1. Pausing for a second time:
i) Ms Elliott did not say that the claim had been time-barred since 10 May 2022, although she did quote the text from the earlier application, set out in paragraph 6 above.
ii) Ms Elliott did not say that the Claimants had known since early October 2022 that there was a backlog at the FPS and that it was taking a long time for documents to be processed. Unless read very carefully, her witness statement might have given the impression that this was only discovered on 1 March 2023.
iii) She said that the Claimants had initially been advised that service might take up to five months, but she did not say when. Nor did she highlight that, when received, this information made it logically necessary for the Claimants to lodge documents with the FPS immediately, i.e., in early October 2022; but that the Claimants had not acted as the information required.
iv) Paragraph 7 of Miss Elliott’s statement (particularly the word “consistently”) implied that there had been a continuing series of invitations to the Defendant to appoint solicitors to accept service in England, all of which had been declined. This was not the case.
  1. It was on this basis that the Second Order was made, granting an extension to 9 June 2023.


Service was effected on 2 May 2023.


The defendants applied to set aside the extensions of time. That application was successful.  There may have been a good reason for applying for the first extension. However there was no excuse at all for the delay after that extension was granted. The claimant knew, at the time of the first application,  that there were delays at the FPS, yet it was not until February 2023 that the claim form was sent to FPS for service.

    1. It was open to the Claimants to defer issuing proceedings until the last day before expiry of the limitation period. However, this left very little slack for the Claimants to play with thereafter.
    1. Despite this, it was reasonable for the Claimants not to seek to effect service immediately, but to explore both whether the Defendant might appoint solicitors to accept service in England and whether it might be possible to resolve the claim amicably.
    1. However, following the exchanges of 20 July 2022, the Claimants had no reason to believe that the Defendant might appoint solicitors in England. From that point onwards, therefore, the Claimants’ state of mind must have been, and certainly should have been, that service would probably have to take place by service via the FPS, in Switzerland. When paragraph 7 of Ms Elliott’s witness statement is read with the knowledge that there had been no fresh invitation regarding service in England from 20 July 2022 until after 10 January 2023 (when the Defendant had made it clear that service should be in Switzerland), her evidence that the Defendant “consistently” refused to nominate English solicitors confirms that this was, in fact, the Claimants’ state of mind from 20 July 2022 onwards.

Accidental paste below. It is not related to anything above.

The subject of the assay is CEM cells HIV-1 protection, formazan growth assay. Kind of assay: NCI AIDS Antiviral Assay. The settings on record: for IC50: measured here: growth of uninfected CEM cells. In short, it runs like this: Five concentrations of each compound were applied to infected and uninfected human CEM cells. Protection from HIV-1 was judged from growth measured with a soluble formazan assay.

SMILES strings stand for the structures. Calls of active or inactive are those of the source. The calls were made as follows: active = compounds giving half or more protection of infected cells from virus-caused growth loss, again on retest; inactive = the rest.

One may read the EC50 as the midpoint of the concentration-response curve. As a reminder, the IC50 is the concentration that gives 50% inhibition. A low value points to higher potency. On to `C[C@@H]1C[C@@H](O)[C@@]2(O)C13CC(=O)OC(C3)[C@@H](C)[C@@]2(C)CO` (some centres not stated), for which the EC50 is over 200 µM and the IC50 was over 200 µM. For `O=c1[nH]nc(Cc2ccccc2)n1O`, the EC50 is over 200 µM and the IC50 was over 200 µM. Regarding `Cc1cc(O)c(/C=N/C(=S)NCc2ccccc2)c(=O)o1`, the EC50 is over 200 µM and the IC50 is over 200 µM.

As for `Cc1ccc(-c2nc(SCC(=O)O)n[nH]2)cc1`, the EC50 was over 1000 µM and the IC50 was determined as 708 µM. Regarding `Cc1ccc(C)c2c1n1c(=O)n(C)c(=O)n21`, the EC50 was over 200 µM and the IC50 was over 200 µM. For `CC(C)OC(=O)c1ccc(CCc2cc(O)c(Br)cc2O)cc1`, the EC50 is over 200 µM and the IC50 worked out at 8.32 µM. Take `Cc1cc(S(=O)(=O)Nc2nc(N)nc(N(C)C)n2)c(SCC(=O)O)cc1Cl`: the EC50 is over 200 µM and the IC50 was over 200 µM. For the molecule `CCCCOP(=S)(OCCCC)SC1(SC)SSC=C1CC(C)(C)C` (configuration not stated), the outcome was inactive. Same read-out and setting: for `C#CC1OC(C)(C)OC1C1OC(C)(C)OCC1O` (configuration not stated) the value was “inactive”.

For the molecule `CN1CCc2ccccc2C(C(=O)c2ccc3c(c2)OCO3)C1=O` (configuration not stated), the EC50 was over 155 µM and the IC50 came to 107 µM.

1. Given that Hill Dickinson LLP’s message of 20 July 2022 implied that they would recommend to the Claimants to effect service after 2 August 2022, it is hard to understand why documents were not lodged with the FPS at about that time. I assume, in the Claimants’ favour, that they were not aware of the significant backlog at the FPS until about the beginning of October 2022, and that it was a surprise when they were told by the FPS, at that time, that service would take about five months.
    1. On this basis, an extension was obviously required. I agree with the Defendant that the application of 2 October 2022 ought to have brought more clearly to the Court’s attention that the claim was now time-barred. This was a serious lapse, although it is fair to say that many Commercial Court judges would know, without having to be reminded, that maritime cargo claims are likely to be subject to a one-year limitation period; and that the reference to a pending timebar gave some clue that the timebar might by now have come into effect.
    1. It is not necessary to dwell on this, however, because it is the Claimants’ dilatoriness after the First Order that, in my judgment, is decisive. The Claimants knew that the claim form would have to be served in Switzerland, and the evidence is that they had been told by the FPS that service could take approximately five months. Having applied on 2 October 2022 for, and obtained, an extension that would just, but only barely, allow the claim form to be served before its expiry, I find it incomprehensible that they thereafter did nothing in respect of service until February 2023.
    1. Even ignoring the time lost between 6 and 27 February 2023, which was not foreseeable and was not the Claimants’ fault, it must already have been obvious to the Claimants, for weeks if not months, that they had no realistic chance of effecting service by 9 March 2023. The fact that without prejudice negotiations were still going on is relevant, but cannot be a sufficient explanation, especially in circumstances where the claim had been time-barred since 10 May 2022.
    1. The Claimants’ failure to serve the claim form within the initial period was arguably justified (although I have reservations about this). However, the failure to serve the claim form by 9 March 2023 was wholly unjustified. The Claimants had no good reason to delay lodging documents with the FPS, after the beginning of October 2022. On the contrary, they knew perfectly well that it was imperative to act speedily.
  1. Furthermore, when applying for the Second Order, they should have highlighted that their failure to lodge documents prior to February 2023 had occurred despite knowing full well that there was a backlog at the FPS, in respect of a claim that had long been time-barred.
  2. I therefore will set aside the Second Order.